I’ve been reading blogs by writers at various stages of the publication process. They’re anxious because 1) they’re looking for agents, 2) they have an agent but haven’t sold a book yet, 3) they’ve sold a book but the initial sales aren’t what they hoped, 4) their first book(s) sold well but now their agent or editor says they need a big book to keep their career going. And I’m asking myself where’s the happy stop on the writer train?
The Happy Stop on the Writer Train
And you know what the answer is? It’s while we’re writing. Not every moment of writing, mind you. There are painful parts of writing too, when what’s on the page fails to live up to the fabulous idea in your head. But there are so many good moments: the rush of that great idea, the character who’s coming alive on the page, the moment when you look up from writing and realize you’ve totally lost track of time because you’ve been living in this other world, the satisfaction of looking back at a finished book and loving it.
So that tells me where to put my time and energy. You can’t neglect the parts leading to publication because otherwise no one else is going to see those loveable characters or that wonderful story. But you can’t count on them to make you happy. You have to be happy in the writing. If you’re not, you should quit because the writer train isn’t pulling into some magic station with puppies and rainbows and unicorns any time soon.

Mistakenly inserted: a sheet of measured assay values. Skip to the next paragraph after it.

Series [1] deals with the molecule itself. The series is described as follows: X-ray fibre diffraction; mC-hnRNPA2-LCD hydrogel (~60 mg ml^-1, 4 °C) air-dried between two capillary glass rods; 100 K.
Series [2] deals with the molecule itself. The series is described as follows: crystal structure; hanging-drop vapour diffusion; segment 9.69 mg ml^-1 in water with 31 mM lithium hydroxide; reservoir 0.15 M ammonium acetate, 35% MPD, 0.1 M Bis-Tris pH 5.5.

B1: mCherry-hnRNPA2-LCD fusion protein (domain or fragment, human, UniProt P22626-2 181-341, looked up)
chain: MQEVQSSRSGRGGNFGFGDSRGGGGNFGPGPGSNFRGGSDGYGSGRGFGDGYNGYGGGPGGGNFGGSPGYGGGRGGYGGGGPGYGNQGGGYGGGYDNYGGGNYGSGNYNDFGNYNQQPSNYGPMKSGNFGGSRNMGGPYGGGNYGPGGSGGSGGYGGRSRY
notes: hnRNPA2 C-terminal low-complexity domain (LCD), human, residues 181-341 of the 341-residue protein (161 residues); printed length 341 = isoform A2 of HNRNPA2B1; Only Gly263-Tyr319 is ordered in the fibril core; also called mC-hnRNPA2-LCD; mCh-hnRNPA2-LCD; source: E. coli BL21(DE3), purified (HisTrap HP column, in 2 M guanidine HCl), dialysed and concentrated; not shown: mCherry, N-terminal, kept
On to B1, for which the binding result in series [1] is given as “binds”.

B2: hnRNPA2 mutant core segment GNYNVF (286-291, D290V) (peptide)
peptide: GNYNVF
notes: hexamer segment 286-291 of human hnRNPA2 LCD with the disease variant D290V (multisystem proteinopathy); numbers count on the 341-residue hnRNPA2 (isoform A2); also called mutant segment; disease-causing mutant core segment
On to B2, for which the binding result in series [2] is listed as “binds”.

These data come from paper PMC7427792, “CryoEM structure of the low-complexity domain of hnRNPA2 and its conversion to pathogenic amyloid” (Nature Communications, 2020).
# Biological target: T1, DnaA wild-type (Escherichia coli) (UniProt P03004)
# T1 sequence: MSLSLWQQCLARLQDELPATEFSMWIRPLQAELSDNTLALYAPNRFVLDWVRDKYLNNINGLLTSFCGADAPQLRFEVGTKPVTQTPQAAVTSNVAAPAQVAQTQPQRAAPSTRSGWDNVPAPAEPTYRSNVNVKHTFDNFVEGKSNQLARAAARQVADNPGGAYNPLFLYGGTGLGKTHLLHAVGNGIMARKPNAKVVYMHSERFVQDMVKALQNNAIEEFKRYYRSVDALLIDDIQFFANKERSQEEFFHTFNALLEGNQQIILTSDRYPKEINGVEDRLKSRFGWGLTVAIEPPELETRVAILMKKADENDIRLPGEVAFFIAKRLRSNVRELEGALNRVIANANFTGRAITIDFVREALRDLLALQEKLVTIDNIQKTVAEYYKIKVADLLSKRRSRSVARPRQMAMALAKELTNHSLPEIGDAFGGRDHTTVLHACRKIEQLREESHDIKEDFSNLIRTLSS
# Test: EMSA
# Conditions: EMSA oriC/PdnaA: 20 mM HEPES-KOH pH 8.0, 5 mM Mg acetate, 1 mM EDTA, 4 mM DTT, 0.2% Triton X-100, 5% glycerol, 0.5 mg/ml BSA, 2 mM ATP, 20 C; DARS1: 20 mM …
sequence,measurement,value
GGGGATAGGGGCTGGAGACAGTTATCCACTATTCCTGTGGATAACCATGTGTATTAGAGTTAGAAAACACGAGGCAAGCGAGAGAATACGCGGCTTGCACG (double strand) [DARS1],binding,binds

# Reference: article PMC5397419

Make Time to Write
And that brings me to the central piece of advice and maybe admonition I’d give to aspiring writers. You have to write. Not just talk about it, do it.
It’s clearly true that some people’s lives leave them with no time or creative energy. When I was teaching four sections of freshman composition while caring for a small child and writing articles for publication, I could barely write a grocery list. If you’re in that situation, you may have to wait until next year. Life is long. Its seasons come and go.
But often, people have more time than they think they do. It’s just broken up into small chunks. The trick is to find ways to use those chunks.
I once heard science fiction writer Corey Doctorow describe his writing practice. He wrote first thing each morning for about half an hour. His goal was to produce one, double-spaced page. He sometimes wrote more, but never less. Then he went off to his full-time day job. He pointed out that if he did that for a year, at the end of that time, he’d have the draft of a full novel.
A regular, more or less daily time for writing also seems to stoke creativity. A study by Bob Boice published in Written Communication compared binge writers who wrote in big swaths of time when they were inspired with those who wrote for a short time each day. The daily writers not only wrote more, they also had more editorial acceptance and more creative ideas.
Sometimes what keeps us from writing isn’t lack of time; it’s lack of courage to see if we have what it takes.